Plant-Based Meat: Just A Passing Fad?

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As people become more conscious of their impact on the world, interesting eating habits and diets have been popping up. In recent years, we’ve seen the rise of plant-based diets. It may have started with some documentaries. Then, there was the vegan and vegetarian section at grocery stores. Restaurants started jumping in and offering more options. Finally, fast food chains have climbed on board.

From Frail to Fit

To satisfy the culinary taste-buds of most consumers, the plant-based diet had to change and evolve. In the 80’s and 90’s vegetarians and vegans where often thought of as skinny, frail people sadly eating salads. Ok, maybe they weren’t sad, but they made us sad (and hungry). Fast forward to today, with the mix of clever marketing and endorsements by athletes, that stereotype has been changing.

Better Tasting Vegetables

Boring bowls of lettuce and tasteless vegetables are no longer a vegan or vegetarian’s only option. Thanks to athletes like Tom Brady, you too can enjoy a bowl of avocado ice cream with your blueberry protein shake. Though, the supermodel wife doesn’t come with it. The innovations in making plants taste like yummy “junk” food has allowed more people to start buying into the plant-based lifestyle. And with more consumers, there’s profit in there somewhere for someone.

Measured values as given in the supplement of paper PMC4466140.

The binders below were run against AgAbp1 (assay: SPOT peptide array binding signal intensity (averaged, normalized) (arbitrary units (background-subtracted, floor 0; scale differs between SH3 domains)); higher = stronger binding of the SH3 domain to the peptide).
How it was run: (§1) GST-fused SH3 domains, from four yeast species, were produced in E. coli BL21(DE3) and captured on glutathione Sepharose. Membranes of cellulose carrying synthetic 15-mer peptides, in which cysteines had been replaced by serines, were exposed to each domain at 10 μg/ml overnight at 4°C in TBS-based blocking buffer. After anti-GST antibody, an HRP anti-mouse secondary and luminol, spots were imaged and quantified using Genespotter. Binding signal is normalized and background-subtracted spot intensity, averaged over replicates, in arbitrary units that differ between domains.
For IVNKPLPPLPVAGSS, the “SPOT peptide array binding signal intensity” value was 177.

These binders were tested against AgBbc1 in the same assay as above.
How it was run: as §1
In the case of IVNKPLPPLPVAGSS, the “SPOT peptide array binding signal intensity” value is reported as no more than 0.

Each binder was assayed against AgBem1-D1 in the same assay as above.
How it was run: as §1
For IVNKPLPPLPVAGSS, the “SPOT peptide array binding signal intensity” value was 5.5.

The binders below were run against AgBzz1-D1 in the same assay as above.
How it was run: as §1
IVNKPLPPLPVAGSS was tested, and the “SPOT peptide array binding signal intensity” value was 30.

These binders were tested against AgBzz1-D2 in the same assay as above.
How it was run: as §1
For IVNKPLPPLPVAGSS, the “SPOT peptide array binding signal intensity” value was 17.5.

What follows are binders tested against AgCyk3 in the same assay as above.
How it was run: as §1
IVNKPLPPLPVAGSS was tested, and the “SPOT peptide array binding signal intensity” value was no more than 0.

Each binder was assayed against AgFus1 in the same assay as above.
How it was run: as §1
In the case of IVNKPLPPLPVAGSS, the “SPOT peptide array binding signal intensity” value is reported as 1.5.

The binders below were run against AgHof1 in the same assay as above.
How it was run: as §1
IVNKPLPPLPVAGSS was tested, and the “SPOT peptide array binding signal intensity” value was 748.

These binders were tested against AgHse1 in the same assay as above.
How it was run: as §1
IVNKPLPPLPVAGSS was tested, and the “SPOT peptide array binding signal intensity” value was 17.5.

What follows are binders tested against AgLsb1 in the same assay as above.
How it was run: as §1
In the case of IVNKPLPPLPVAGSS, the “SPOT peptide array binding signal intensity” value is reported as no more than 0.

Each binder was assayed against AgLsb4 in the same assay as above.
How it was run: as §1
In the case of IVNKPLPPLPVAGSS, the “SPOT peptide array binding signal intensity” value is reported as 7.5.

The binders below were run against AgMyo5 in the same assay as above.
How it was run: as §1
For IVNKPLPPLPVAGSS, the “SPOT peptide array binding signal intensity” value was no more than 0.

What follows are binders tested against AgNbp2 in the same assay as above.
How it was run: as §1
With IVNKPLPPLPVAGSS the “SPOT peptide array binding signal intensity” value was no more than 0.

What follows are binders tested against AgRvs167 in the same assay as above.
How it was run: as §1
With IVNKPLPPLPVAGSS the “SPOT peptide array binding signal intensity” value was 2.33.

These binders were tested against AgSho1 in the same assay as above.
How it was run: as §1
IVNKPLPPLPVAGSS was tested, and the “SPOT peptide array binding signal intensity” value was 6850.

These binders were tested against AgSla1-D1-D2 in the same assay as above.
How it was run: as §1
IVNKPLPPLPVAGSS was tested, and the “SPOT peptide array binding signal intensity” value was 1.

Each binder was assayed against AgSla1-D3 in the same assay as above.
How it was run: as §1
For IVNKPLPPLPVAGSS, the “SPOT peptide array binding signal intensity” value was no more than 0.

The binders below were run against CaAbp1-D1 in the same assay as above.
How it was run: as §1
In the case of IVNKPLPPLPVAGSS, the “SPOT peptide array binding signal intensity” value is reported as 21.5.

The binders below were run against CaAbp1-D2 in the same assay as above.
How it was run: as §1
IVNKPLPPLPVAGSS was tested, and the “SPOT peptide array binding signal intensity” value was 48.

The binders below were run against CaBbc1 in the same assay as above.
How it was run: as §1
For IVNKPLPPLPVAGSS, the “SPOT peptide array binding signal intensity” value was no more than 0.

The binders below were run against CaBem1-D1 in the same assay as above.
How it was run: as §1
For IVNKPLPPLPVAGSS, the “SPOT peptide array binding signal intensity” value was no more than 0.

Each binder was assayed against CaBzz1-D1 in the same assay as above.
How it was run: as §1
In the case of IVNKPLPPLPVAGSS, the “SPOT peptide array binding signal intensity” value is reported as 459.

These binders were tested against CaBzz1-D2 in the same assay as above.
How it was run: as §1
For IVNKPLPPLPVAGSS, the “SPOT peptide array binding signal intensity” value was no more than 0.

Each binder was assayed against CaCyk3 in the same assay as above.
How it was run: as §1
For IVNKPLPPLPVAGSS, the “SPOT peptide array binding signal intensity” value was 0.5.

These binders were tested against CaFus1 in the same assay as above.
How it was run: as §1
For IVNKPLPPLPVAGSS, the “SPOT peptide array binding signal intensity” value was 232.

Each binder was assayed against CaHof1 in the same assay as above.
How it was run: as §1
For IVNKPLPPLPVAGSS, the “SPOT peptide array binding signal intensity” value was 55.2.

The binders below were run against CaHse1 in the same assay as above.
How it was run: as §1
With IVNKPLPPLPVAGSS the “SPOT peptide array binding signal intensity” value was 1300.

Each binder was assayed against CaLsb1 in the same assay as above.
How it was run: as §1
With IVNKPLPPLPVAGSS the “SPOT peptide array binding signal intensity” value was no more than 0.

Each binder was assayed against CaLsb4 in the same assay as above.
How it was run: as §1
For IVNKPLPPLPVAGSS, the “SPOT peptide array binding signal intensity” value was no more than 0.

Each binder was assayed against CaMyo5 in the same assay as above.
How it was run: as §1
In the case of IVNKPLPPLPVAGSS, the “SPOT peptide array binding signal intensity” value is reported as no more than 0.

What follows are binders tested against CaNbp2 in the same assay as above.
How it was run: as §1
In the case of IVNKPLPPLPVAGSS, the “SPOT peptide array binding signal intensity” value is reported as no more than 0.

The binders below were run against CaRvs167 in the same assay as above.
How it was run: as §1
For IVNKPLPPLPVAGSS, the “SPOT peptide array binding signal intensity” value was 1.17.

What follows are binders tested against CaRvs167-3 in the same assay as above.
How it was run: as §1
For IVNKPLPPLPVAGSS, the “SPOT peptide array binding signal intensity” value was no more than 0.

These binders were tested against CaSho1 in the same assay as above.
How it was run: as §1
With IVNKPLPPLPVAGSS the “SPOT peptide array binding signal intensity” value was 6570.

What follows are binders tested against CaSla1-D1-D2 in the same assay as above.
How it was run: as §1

Greens are the New Meat

It’s no surprise that fast food chains have honed in on this and started offering plant-based meats. Places like Burger King and MacDonald’s are most likely aware of the reputation of their products. Historically, their advertising campaigns have been built on the idea of more meat, more bacon, and more cheese.

Meaty Competition

Now companies like Impossible Foods and Beyond Meat are competing with the meat industry by challenging the taste, smell and texture of meat with plant-based alternatives. To test the premise, on his show Dr. Oz compared the nutritional value of an Impossible Burger and a regular burger. In all aspects except cholesterol, the two where essentially the same – taste, cost and nutrition. The only significant advantage the plant-based burger offered was significantly less cholesterol.

But that’s not the only advantage. There is the environmental impact of the meat industry on climate change. Cows are expensive to grow and require immense amounts of water, land, and grain. Then there’s the methane. Plants on the other hand, are at the bottom of the food chain and can produce more product per gallon of water and acre of land. They also don’t scream when you harvest them.

Given all that, if you could have the option of eating a burger that tastes and costs about the same, but with better health and environmental benefits, why not?

Is plant-based meat just a passing fad or does it have potential to become a staple in our diets? The deciding factor lies in one thing: cost. Just like renewable energy sources, the plant-based fads started on environmentally-friendly principles, but are sustained by their price. For now the pendulum is swinging toward vegetables.